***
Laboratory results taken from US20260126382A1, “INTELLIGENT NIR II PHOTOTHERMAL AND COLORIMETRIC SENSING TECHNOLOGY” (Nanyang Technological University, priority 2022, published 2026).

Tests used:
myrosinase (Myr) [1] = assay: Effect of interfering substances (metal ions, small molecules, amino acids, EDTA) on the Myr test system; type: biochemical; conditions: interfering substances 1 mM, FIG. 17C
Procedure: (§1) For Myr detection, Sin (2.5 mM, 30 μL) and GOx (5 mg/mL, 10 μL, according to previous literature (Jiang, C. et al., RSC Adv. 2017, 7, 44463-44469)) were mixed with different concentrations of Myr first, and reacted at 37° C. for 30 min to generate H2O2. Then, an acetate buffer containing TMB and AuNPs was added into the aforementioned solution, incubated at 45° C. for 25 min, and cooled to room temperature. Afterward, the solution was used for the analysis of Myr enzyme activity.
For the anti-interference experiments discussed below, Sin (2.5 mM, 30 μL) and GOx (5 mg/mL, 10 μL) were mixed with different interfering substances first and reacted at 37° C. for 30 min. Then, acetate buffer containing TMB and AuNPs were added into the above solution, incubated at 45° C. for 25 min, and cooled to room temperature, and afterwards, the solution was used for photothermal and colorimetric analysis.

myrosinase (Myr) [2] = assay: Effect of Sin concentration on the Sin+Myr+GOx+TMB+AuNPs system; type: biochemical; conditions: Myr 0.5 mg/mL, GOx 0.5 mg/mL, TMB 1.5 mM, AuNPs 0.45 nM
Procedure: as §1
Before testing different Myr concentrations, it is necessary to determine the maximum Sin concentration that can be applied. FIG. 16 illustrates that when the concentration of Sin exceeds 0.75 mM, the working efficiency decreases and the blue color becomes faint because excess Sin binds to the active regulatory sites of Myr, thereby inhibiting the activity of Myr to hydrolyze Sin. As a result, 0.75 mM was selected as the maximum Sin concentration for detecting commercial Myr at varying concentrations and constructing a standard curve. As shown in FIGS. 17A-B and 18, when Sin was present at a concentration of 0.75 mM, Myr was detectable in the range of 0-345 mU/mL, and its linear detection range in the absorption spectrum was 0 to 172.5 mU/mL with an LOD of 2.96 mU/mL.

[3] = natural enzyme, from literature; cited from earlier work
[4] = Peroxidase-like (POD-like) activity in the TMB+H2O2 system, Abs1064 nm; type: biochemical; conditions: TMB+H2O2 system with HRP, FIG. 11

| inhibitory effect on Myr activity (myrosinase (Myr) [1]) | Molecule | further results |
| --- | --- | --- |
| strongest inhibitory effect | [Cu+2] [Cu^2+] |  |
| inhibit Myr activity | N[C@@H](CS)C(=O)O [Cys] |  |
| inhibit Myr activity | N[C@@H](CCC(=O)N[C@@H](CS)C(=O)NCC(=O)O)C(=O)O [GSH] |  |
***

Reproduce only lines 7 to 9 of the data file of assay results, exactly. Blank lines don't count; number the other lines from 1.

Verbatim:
Procedure: as §1
Before testing different Myr concentrations, it is necessary to determine the maximum Sin concentration that can be applied. FIG. 16 illustrates that when the concentration of Sin exceeds 0.75 mM, the working efficiency decreases and the blue color becomes faint because excess Sin binds to the active regulatory sites of Myr, thereby inhibiting the activity of Myr to hydrolyze Sin. As a result, 0.75 mM was selected as the maximum Sin concentration for detecting commercial Myr at varying concentrations and constructing a standard curve. As shown in FIGS. 17A-B and 18, when Sin was present at a concentration of 0.75 mM, Myr was detectable in the range of 0-345 mU/mL, and its linear detection range in the absorption spectrum was 0 to 172.5 mU/mL with an LOD of 2.96 mU/mL.

[3] = natural enzyme, from literature; cited from earlier work